Holocaust Remembrance Day

Holocaust Memorial in Berlin. Photo: Ulla Hennig

I have to warn you, dear reader. This is a bit outside my usual blog posts.

Wednesday 27 January was Holocaust Memorial Day. Of course the German TV and radio mentioned it. But the most impressive tv-program was broadcasted on Arte, which is a German/French channel.

It showed Claude Lanzmann’s film Shoa, which was shot in 1985 and consists of nothing but interviews with people who were involved in the holocaust: jewish survivors, people who had lived near the death camps of Treblinka and Auschwitz-Birkenau, German nazis who were among those who killed.

The whole film lasted over three hours, but after listening two hours to the interviews and watching people I could not bear it no more. One Jewish barber who at the time of the making of the film lived in Israel told how he had to enter the gas chamber and cut the hair of men and women who did not know that their deaths was only a quarter of an hour away. He told how he met friends and relations there. He was not allowed to tell them about their fate, because the Nazis were afraid of panicking people. Anybody who acted against that order was brutally killed.

I can’t get that interview out of my mind. I have to think of two quotations: “Man be noble, supportive and good” (“Edel sei der Mensch, hilfreich und gut”) – there’s certainly a better translation into English as the one I give here. The second is “homo hominis lupus est” which means Man acts like a wolf to fellow man. The interview showed me how utterly cruel, even bad, men (and women) can be, men who were no monsters, had children, had wives, had pets. And that made me very sad.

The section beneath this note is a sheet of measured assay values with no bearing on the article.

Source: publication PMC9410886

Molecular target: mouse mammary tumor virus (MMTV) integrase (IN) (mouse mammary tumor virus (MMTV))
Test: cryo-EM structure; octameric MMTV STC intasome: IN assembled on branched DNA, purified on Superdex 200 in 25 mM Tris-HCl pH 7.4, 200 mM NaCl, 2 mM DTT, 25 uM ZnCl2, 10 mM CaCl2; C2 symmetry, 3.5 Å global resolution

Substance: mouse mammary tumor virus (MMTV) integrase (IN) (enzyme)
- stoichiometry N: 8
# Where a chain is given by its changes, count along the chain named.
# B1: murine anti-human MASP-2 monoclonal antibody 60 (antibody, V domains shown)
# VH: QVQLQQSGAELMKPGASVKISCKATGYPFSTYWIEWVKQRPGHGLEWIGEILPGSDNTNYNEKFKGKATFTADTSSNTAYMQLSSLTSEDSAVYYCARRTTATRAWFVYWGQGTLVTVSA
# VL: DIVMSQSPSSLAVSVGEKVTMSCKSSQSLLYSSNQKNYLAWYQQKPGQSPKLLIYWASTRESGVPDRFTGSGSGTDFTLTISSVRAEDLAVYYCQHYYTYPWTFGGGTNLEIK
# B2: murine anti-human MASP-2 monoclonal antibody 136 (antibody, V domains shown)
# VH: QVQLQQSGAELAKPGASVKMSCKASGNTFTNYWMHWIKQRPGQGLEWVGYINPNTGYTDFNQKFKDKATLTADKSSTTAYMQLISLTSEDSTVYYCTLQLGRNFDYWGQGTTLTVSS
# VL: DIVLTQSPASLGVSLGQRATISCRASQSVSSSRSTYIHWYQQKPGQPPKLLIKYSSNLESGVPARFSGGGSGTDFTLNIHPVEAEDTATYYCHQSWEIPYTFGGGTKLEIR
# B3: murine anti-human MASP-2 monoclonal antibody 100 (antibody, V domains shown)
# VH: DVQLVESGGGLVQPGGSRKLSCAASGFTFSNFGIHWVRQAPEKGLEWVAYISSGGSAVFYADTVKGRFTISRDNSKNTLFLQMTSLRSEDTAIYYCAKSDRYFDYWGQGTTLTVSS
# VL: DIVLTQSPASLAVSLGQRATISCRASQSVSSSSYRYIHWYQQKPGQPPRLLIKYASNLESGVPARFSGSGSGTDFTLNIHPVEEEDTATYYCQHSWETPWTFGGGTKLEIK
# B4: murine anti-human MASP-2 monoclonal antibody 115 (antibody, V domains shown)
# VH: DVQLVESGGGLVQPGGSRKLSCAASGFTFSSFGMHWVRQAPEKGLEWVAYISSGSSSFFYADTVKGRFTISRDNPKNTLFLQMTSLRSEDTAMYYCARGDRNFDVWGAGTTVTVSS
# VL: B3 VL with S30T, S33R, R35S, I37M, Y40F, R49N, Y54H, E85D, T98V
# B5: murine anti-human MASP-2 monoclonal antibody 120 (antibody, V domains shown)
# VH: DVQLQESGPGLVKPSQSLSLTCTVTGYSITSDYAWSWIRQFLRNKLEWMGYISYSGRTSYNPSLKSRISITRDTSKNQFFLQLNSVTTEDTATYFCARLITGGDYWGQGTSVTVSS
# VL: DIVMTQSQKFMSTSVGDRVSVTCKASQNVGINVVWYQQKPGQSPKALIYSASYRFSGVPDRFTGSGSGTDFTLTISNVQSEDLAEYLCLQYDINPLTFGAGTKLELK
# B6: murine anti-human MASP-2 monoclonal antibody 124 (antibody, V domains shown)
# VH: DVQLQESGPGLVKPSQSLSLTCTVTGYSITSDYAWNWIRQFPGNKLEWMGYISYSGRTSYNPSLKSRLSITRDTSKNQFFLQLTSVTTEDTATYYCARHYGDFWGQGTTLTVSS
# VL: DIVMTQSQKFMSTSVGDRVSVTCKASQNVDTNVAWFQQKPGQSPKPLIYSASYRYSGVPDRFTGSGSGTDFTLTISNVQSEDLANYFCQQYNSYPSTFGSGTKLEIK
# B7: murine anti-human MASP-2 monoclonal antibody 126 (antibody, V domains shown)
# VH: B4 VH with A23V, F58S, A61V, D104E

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About Ulla Hennig

I live and work in Berlin. Taking photos is one of my hobbies, and writing is one of my hobbies, too. So I decided not only to show some of my pictures here but also present some of the thought which came wth the pictures.

One response to “Holocaust Remembrance Day”

  1. Brad Shorr says :

    Hi Ulla, It was a chilling episode in history and one we should never forget. Years ago I visited Dachau and could almost feel the horrors and the screams. It was so eerie.

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